Natural light is a photographer’s dream, right? Then why is it so damn hard to take a good selfie outside?
In wanting to capture our coolest adventures to share with friends or record as an inspirational memento, the outdoor selfie is becoming prolific. But to shoot one that’s got the right mix of dramatic backdrop, flattering light, interesting angle and alluring action takes a lot of practice.
Read the light
Start by harnessing your best asset in the outdoors: light.
“Light is always key. It’s what drives any image, from landscapes to selfies,” professional outdoor photographer Chris Burkard told GrindTV. “While sunrise and sunset are always the key times to shoot, clouds can be your friend too. They help diffuse light and can create an even exposure across yourself and the landscape.”
Tip: Shift with shadows to create dramatic overlays. Typically you want light behind you, but there are times when having your face in the shadows can create depth and intrigue. And don’t forget to turn off your camera’s flash when you’re shooting outside.
Capture the landscape
The second rule of the outdoor selfie, says Burkard, is that it’s not all about you (seriously, just ignore that “self” part for a second). Focus at least part, if not a majority, of the image on where you actually are, so friends can follow your adventures, not just your largest zit.
“Try to frame yourself so that people can tell where you are located,” Burkard says. “If you’re in Yosemite, make sure you get Half Dome in the shot!”
Tip: A classic setup to ensure you’re framed in the corner foreground with your landscape filling the background starts with extending your camera arm directly out in front of your chest. Then shift about 15 degrees to one side, bringing your arm in line with your shoulder. Now rotate up about 10 degrees or more, depending on preference.
Find your angles
It’s universal selfie knowledge that shooting yourself at a strong angle, typically from slightly above, will render the subject most flattering. “It’s amazing what lifting your camera just a few inches will do,” says Burkard. The subtle shift can remove a double chin, thin your face and make your eyes look larger. But other angles can work too.
Tip: Try different positions to see what works best, depending on your big nose, the best side of your face, the light and shadow you have to work with at the time, the gear you may have on, etc.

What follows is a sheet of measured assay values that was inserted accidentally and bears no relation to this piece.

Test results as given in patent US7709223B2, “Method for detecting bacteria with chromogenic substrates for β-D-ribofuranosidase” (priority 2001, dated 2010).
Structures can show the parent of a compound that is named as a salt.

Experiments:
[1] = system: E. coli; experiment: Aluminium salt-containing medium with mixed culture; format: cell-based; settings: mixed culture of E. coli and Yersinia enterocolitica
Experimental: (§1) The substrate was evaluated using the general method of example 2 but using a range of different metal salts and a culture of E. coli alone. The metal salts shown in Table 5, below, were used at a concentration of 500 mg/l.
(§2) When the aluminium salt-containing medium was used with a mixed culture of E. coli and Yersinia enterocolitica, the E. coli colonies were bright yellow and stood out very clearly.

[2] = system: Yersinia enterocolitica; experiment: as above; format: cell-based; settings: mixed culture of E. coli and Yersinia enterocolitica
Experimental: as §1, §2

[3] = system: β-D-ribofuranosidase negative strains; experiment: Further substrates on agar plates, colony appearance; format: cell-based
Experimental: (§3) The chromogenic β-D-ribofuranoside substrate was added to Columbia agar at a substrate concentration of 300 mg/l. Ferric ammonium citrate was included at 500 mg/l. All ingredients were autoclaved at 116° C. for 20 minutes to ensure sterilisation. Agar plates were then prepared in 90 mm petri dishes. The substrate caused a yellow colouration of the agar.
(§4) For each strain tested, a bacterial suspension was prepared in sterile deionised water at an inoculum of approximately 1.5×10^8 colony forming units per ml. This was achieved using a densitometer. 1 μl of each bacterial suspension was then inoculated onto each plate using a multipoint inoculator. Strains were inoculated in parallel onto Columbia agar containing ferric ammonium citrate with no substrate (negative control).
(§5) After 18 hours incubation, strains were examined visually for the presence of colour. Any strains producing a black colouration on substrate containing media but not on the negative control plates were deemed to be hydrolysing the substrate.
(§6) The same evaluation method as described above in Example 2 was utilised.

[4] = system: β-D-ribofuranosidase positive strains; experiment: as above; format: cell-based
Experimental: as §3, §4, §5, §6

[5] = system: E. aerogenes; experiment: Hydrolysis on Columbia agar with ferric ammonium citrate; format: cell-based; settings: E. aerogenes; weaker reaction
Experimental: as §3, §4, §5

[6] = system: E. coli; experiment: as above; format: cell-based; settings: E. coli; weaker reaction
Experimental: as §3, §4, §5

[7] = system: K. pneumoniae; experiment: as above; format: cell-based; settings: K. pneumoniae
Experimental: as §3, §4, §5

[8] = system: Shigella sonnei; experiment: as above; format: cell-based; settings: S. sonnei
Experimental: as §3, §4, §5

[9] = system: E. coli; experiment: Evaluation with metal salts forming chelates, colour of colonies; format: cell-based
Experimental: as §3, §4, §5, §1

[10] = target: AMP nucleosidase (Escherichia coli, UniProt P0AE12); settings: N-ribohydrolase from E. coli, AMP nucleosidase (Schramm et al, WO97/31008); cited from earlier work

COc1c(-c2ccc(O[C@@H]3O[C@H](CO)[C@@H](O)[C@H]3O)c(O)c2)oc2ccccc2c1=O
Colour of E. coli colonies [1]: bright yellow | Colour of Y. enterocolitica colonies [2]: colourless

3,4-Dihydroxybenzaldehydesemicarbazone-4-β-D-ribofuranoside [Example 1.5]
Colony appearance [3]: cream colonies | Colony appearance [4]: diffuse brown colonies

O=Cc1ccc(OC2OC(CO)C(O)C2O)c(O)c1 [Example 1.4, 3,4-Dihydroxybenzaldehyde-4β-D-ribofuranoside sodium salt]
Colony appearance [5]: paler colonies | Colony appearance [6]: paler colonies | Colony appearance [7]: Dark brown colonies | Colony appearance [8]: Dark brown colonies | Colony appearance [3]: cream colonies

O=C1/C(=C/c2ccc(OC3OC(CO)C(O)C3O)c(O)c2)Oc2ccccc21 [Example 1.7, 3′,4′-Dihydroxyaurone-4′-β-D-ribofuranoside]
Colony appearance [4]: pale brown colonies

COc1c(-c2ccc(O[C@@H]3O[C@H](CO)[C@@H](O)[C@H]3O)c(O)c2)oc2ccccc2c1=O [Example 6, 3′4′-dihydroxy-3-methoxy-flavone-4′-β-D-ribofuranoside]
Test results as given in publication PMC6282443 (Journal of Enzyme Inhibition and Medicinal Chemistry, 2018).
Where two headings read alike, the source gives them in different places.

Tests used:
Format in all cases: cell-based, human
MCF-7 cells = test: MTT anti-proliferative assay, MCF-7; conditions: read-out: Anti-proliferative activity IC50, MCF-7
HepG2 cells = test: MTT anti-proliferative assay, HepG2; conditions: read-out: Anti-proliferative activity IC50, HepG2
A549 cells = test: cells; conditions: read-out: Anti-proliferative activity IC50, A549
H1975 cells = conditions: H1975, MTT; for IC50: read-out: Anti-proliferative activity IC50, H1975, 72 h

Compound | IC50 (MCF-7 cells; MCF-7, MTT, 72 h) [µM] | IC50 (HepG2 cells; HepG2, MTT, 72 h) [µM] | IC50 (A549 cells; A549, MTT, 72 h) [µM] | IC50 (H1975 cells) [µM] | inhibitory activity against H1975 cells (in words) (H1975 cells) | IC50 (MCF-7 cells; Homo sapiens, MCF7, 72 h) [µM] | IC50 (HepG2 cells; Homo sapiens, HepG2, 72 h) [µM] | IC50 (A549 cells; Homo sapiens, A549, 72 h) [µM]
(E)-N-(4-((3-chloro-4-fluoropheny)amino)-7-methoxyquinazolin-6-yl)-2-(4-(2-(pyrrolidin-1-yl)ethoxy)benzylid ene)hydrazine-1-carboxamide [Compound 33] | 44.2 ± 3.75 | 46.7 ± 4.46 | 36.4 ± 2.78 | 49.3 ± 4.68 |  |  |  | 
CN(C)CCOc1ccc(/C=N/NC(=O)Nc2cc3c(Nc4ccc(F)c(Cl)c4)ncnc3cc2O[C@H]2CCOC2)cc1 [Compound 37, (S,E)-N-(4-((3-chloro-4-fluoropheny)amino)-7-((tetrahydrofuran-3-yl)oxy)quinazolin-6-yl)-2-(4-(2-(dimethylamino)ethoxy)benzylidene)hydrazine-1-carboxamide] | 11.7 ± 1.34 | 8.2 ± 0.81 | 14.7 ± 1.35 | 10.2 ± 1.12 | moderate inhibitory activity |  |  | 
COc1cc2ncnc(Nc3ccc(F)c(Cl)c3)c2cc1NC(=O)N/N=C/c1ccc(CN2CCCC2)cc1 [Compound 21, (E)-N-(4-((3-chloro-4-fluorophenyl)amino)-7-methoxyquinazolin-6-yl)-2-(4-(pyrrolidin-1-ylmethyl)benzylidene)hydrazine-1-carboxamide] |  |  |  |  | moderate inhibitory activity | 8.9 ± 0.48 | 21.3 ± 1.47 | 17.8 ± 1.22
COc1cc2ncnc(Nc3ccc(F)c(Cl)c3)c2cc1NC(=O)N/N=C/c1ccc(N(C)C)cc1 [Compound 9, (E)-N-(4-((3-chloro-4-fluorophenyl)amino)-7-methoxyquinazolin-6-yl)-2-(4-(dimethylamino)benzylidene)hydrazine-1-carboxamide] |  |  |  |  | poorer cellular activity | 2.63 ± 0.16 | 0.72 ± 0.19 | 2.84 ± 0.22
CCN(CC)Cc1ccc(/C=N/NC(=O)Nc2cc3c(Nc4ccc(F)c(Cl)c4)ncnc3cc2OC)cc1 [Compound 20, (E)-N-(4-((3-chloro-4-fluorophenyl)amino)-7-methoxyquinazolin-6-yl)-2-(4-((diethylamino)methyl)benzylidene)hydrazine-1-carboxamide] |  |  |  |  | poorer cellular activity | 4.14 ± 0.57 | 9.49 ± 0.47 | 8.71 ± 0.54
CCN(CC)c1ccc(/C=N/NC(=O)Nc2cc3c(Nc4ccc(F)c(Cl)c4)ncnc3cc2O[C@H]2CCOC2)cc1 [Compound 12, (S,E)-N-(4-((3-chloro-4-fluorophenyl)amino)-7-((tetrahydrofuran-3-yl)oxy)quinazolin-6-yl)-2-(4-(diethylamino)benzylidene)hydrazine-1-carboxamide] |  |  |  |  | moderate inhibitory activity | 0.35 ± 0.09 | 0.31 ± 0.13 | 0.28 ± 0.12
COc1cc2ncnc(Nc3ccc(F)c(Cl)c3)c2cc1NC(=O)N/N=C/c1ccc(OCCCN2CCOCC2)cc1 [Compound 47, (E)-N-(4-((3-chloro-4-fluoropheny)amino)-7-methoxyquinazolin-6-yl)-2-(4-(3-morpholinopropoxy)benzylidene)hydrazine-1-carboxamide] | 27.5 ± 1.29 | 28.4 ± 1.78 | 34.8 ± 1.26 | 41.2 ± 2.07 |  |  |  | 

Embrace any action
“Don’t be afraid to try something new to really show off what you are doing in the outdoors,” Burkard says. “Climbing, surfing or biking selfies are way more engaging and interesting than selfies where you aren’t doing anything.” Action shots are trickier, so play around with the one- or two-arm hold, a packable selfie stick, even shots of other body parts that include “you” in an unexpected way. Your hiking boots are walking; your snorkeling facemask is dripping; your hand is braking your bike.
Tip: The multi-frame “burst” mode is a popular way to capture action. For example, on the iPhone 6, the front-facing camera has a burst option, which will help you snap a selfie with a moving object—your climbing partner, an roost of powder, a giant wave—in the background. Or prop your camera, set a timer and shoot yourself in action.
Fix it later
The beauty of digital selfies where nature doesn’t always comply is that you can change them after the fact. The enhancements, quick fixes and filtering apps available for smartphone images are prolific. Go ahead, click away with that grizzly bear behind you — then get your rear out of Dodge. You can fix your terrified “red eye” later, add a spooky filter and enhance your gorgeously flushed cheekbones.
Tip: Sometimes the composition is right, but the mood is wrong. Filters can take a simple shot on a lake dock and turn it into a 1950s summer camp. Rich sunsets can be toned up or down to add a special glow to your face. Playing with photos after the fact is just part of the adventure.
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